Last month, the Devon Theater, a professional production house in a working-class neighborhood of Northeast Philadelphia, canceled the final half of its inaugural season due to state budget constraints.
In going through some documents of mine, I found, perhaps prophetically, a story that never was from back in March when the Devon first reopened. Originally planned for Philadelphia Weekly, its working slug title was ‘Can the Devon survive in Mayfair?’
Perhaps that hope now seems less likely. Below, I share the piece that didn’t run (for a variety of reasons) and some extras from the reporting.
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Budgets are fine things.
They can help set goals, limitations and create healthy habits.
Whenever I’m due for a relatively big change in my life — new income, new priorities, new costs or the like — I play with a wonderfully useful Budget Calculator from CNBC.
Suppose, you pulled in roughly $2,800 a month from independent contractor work — $700 weekly of income that doesn’t have taxes taken out from an employer and works out to be $36,400, a small fortune for some. A good rule of thumb is to put aside 30 percent of monthly income for taxes, so you don’t get yourself caught when paying quarterly or annual taxes.
$2,800 minus $840 (the 30 percent reserved for taxes) equals $1,960.
Now how do you break that down, according to the CNBC suggestions? See the graph and details below. (Above is the total for making $44,200, or $850 pre-tax weekly)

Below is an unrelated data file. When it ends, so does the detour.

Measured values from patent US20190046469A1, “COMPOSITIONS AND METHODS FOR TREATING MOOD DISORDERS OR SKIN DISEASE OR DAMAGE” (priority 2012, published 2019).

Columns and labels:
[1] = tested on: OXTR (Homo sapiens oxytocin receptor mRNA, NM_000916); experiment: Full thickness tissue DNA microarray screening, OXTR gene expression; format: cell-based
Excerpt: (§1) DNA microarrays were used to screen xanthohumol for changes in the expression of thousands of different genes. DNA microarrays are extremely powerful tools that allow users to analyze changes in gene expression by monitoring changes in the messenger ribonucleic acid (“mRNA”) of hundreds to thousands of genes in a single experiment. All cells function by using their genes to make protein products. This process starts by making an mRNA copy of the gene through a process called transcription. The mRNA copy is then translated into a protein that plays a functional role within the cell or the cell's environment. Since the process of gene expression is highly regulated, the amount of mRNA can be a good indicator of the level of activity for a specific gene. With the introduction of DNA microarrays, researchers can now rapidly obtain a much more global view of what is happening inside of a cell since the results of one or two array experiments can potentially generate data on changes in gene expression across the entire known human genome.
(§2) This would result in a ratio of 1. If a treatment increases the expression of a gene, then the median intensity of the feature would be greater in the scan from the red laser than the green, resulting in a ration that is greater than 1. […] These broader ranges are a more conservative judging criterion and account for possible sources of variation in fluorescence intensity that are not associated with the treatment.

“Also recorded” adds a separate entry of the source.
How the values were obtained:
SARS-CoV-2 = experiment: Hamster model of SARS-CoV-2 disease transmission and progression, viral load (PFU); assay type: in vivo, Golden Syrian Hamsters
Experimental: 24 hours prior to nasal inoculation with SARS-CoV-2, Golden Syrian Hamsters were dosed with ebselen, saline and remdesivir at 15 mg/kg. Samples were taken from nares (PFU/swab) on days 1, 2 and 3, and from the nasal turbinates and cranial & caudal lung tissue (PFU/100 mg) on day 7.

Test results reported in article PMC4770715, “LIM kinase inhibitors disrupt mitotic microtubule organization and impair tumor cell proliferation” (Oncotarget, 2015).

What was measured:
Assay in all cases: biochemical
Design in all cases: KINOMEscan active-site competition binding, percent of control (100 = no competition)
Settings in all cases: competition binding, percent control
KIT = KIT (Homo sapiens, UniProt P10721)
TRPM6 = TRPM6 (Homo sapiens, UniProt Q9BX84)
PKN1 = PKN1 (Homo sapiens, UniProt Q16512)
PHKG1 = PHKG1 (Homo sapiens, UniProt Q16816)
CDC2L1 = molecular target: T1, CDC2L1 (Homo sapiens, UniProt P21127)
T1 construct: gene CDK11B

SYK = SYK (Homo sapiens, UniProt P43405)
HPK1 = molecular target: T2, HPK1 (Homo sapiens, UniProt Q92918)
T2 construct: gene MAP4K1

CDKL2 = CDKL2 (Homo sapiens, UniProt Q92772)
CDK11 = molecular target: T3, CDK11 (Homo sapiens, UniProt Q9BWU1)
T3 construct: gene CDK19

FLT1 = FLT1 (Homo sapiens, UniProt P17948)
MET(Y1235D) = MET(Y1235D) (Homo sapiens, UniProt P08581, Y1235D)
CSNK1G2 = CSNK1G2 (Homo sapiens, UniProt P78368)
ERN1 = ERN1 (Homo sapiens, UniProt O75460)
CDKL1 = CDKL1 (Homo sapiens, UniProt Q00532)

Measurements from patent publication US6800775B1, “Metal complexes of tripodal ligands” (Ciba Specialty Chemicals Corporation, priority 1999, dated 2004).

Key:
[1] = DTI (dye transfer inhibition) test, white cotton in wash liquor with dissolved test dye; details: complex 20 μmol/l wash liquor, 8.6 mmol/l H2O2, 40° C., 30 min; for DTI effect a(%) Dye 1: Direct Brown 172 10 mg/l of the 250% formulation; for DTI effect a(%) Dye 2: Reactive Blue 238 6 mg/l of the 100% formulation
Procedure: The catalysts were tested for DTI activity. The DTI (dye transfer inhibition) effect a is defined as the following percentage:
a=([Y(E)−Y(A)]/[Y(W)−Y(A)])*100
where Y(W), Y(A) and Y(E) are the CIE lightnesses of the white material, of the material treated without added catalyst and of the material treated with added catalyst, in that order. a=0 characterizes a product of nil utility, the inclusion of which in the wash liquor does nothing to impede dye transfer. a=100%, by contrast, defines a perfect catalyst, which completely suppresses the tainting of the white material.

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If you’ve walked into 2010 with plans on becoming, remaining or sustaining a hyperlocal news venture, there is lots you should already know and have already read.
Still, while thumbing through some links I thought were particularly important, I managed to find five stories from 2009 I think are most valuable.
- A Brief History of Hyperlocal News by Keith Hopper
- 10 new routines for a Hyperlocal news site by Nieman Journalism Lab
- Can the Grey Lady sell ads to hyperlocal businesses by Econsultancy
- Let’s build an ecosystem around hyperlocal bloggers by Jeff Jarvis for Guardian
- Ad shift throws blogs a business lifeline by New York Times
And, if I could, I might, hesitantly and humbly, also suggest folks read my “Hyperlocal news: a definition,” which argues that there is an important distinction between local and hyperlocal. Might be worth it.
What else might you add to this list?
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But first: yesterday I shared my best read posts of 2009. Because ultimately I’m a freelancer, I thought I ought to share my best clips of the year, if only to satisfy my concern that 2009 was all for naught.
See my portfolio here.
Meaning they must have met a good portion of the four reasons a freelancer would write a story, below I list the best one or two clips from each calendar month of 2009:
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Earlier this month, I bought another year on this domain and began a third year posting here. Back in February, I had my 500th post and am just shy of my 700th now. In July, I launched the self-hosted version of this site, which has left quite a bit of Google juice over at the free version here.
Anniversaries abound, so why not celebrate the end of another calendar year by noting the 10 best read posts I had of the past 12 months.
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If the theme of my 2009 was slow start, the theme for 2010 needs to be next steps.
This past year wasn’t a great one.
I was blessed with so much (some of which I will be sharing soon), but my first year of freelancing was a struggle (though I remain excited about the freedom). I made less than $20,000 and don’t have enough saved for the taxes I need to pay.
While I think I got some great clips this year, launched a promising technology community blog and was part of a new hyperlocal news site, it’s clear none of those projects are on the verge of keeping me from being tax delinquent or getting into debt.